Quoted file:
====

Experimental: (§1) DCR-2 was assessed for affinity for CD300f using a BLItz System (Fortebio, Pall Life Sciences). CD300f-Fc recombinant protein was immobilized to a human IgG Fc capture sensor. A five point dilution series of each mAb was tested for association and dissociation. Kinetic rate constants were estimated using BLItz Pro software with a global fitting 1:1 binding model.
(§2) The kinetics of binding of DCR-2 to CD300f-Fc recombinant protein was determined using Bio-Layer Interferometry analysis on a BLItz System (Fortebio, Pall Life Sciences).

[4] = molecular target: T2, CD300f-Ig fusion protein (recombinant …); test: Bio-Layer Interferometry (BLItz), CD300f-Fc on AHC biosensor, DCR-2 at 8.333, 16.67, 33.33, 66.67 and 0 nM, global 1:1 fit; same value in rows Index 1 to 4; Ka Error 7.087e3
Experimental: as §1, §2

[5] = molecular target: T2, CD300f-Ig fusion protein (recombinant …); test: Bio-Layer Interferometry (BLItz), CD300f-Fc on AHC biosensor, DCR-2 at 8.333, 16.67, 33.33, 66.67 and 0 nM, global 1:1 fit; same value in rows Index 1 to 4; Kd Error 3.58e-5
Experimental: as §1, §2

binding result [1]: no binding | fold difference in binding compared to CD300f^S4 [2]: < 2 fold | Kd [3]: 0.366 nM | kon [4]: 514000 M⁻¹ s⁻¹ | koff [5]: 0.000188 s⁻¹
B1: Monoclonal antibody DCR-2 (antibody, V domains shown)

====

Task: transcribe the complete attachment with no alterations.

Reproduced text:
Experimental: (§1) DCR-2 was assessed for affinity for CD300f using a BLItz System (Fortebio, Pall Life Sciences). CD300f-Fc recombinant protein was immobilized to a human IgG Fc capture sensor. A five point dilution series of each mAb was tested for association and dissociation. Kinetic rate constants were estimated using BLItz Pro software with a global fitting 1:1 binding model.
(§2) The kinetics of binding of DCR-2 to CD300f-Fc recombinant protein was determined using Bio-Layer Interferometry analysis on a BLItz System (Fortebio, Pall Life Sciences).

[4] = molecular target: T2, CD300f-Ig fusion protein (recombinant …); test: Bio-Layer Interferometry (BLItz), CD300f-Fc on AHC biosensor, DCR-2 at 8.333, 16.67, 33.33, 66.67 and 0 nM, global 1:1 fit; same value in rows Index 1 to 4; Ka Error 7.087e3
Experimental: as §1, §2

[5] = molecular target: T2, CD300f-Ig fusion protein (recombinant …); test: Bio-Layer Interferometry (BLItz), CD300f-Fc on AHC biosensor, DCR-2 at 8.333, 16.67, 33.33, 66.67 and 0 nM, global 1:1 fit; same value in rows Index 1 to 4; Kd Error 3.58e-5
Experimental: as §1, §2

binding result [1]: no binding | fold difference in binding compared to CD300f^S4 [2]: < 2 fold | Kd [3]: 0.366 nM | kon [4]: 514000 M⁻¹ s⁻¹ | koff [5]: 0.000188 s⁻¹
B1: Monoclonal antibody DCR-2 (antibody, V domains shown)